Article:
CROSS Safety Report
Common use of S235 cold rolled steel instead of S355 hot rolled steel
This report is over 2 years old
It has come to a reporter's attention that some local fabricators are purchasing S235 cold rolled hollow sections rather than the specified S355 hot rolled sections, as they are easier and cheaper to obtain.
Key Learning Outcomes
For construction professionals:
Substitution of construction elements and material grades should not be made without approval from the design engineer
Consider introducing a quality assurance process that covers the correct use of products, components, and materials on site
For civil and design engineers:
Share your knowledge of the behaviour of products, components and materials and routinely raise the risks associated with substitutions to contractors and the wider project team
If you are concerned that a lower grade material may have been installed, consider asking the contractor for the material certificates
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It has come to a reporter's attention that some local (CE marked) fabricators are purchasing S235 cold rolled hollow sections rather than the specified S355 hot rolled sections, as they are easier and cheaper to obtain. This is also an issue with the main local stockist (who supply local fabricators) who say that there is no demand for the higher-grade steel; even though they fabricate from the reporter's drawings which specify S355 hot rolled steel. They tell us that they buy from Europe and it would be uneconomical for them to stock any S355 tubular products.
They suspect that this is happening nationally and has been happening for some time. This is a surprise as they expect with the use of CE marking and execution classes, that there would not be this basic lack of understanding about the implications of incorrect substitutions. The reporter is not sure where this leaves them for work that has already been completed and what they might use in the future where a tubular product is most suitable if they cannot be sure that the correct grade will be used.
This is a surprise as they expect with the use of CE marking and execution classes, that there would not be this basic lack of understanding about the implications of incorrect substitutions
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A major stockholder of structural hollow sections was surprised to read the CROSS report 740 in Newsletter No. 50 about the availability of hollow sections. They carry a large range of sizes and lengths in EN10210 S355J2H and EN10219 S355J2H. However, in their experience it is not uncommon for general steel stockholders to not be aware of product availability outside their own ranges, and to not be informed about the grades available. The stockholder says that they deliver all over the UK and Ireland and wanted to take the opportunity to set the record straight that the products are readily available.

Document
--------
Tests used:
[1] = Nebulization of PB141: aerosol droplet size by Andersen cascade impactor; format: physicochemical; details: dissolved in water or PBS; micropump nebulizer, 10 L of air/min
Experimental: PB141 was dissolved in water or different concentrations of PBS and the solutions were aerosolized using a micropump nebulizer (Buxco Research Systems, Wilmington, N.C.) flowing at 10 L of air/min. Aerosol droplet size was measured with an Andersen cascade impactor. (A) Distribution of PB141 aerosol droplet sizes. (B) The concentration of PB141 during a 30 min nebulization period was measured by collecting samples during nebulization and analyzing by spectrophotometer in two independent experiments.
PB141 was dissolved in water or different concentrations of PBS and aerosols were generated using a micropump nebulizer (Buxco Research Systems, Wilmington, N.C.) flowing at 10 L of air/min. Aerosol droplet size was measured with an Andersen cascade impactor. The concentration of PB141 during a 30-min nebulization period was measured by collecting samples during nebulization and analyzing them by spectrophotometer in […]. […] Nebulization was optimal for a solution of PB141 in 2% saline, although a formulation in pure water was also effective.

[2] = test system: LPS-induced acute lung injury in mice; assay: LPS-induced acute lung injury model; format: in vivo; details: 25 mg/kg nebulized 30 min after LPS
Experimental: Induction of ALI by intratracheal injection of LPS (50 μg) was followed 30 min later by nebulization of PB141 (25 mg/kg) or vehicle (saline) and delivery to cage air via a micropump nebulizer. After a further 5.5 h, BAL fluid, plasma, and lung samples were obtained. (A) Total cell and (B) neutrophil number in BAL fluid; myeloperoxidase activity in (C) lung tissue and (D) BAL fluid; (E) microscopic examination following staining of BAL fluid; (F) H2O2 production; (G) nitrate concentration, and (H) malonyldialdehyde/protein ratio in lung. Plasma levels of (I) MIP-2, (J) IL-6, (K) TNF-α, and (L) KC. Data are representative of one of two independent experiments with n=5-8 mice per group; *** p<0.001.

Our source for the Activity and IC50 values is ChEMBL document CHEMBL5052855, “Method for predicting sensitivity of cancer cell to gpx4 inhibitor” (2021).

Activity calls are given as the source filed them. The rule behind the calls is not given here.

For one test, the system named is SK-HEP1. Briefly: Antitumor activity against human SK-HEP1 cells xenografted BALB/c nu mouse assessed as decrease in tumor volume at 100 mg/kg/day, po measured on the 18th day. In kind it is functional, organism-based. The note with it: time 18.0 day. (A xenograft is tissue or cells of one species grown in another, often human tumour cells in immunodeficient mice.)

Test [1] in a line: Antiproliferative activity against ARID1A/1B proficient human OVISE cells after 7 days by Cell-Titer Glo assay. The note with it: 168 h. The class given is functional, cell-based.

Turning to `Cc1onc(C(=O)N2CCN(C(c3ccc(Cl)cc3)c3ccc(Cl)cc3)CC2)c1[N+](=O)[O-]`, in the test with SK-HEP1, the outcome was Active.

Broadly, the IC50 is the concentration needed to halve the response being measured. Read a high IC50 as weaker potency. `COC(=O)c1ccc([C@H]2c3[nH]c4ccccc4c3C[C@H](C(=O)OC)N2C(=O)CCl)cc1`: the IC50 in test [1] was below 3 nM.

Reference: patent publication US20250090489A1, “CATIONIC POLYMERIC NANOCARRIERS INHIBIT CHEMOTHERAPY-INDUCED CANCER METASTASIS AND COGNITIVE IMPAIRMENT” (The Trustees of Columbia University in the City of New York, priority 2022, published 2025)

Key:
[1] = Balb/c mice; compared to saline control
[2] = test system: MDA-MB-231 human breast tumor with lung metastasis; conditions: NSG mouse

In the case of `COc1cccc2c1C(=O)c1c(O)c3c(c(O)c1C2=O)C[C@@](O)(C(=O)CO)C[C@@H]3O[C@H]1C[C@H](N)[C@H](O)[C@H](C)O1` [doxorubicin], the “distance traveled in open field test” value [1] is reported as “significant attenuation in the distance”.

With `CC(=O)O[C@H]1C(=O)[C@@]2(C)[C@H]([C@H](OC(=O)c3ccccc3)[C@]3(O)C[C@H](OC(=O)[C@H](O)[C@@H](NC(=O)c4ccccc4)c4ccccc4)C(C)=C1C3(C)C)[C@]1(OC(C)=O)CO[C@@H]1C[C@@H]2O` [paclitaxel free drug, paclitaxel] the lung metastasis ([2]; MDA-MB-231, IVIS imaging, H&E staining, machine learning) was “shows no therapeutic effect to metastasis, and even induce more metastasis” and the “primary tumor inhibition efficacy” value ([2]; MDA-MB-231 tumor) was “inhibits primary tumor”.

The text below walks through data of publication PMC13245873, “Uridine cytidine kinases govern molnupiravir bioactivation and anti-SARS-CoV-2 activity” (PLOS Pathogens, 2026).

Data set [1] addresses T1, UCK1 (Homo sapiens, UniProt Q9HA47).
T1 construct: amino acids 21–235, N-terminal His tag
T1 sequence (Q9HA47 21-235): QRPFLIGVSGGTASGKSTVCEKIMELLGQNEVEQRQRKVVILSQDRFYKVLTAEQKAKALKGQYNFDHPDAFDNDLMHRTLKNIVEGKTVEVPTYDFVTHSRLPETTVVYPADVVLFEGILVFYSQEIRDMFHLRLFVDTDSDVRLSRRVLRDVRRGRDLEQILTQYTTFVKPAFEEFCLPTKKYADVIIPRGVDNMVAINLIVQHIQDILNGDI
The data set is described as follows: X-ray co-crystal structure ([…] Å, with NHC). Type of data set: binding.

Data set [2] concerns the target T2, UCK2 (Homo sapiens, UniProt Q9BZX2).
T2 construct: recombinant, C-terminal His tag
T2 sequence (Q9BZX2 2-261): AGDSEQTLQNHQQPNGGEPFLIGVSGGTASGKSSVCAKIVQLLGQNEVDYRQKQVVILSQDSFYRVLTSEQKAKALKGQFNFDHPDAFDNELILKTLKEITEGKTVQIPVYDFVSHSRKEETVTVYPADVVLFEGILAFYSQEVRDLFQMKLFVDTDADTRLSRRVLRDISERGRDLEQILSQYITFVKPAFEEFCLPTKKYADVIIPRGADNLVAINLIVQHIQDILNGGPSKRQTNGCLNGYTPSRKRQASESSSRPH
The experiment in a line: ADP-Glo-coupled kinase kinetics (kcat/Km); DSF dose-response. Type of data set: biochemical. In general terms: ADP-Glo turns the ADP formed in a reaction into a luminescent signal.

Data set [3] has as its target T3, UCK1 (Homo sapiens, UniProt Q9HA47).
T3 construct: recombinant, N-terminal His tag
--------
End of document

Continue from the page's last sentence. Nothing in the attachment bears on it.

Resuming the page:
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This report is in many ways very similar to report 634 which discusses how a contractor installed the incorrect steel grade. The allegation is not quite clear as to whether products are being incorrectly CE marked or whether contractors are substituting lower grade material without authorisation. Neither action is acceptable. As for report 634, no changes should be made without sanction from the designer.
Major asset owners have had problems with the wrong (i.e. cheaper) grade of steel being used. A fundamental problem is that many within the supply chain do not appreciate that such product substitution results in a completely different product being used – a product with different design properties.
Hot v. cold formed hollow sections
For example, one could not simply substitute a hot rolled product for the same section thickness cold formed product – the equivalent cold rolled section would need to be thicker. This is because of the stresses induced in the steel during the manufacturing process – such stresses would not be induced in hot rolled steel. Hence, different manufacturing process, different stresses, different design properties. Also, substituting hot rolled for cold would be a serious problem in areas where the section would be subject to fatigue loading. Another implication would be welding – completely different welding procedures would apply.
For example, one could not simply substitute a hot rolled product for the same section thickness cold formed product – the equivalent cold rolled section would need to be thicker
Reliance on CE marking with no independent review may not be sufficient, and substitution must be guarded against. The Standing Committee on Structural Safety (SCOSS) Alert Anomalous documentation for proprietary products - February 2013 warns of this practice. There are additional reports on the subject such as in 510 Policing of CE marking on steelwork.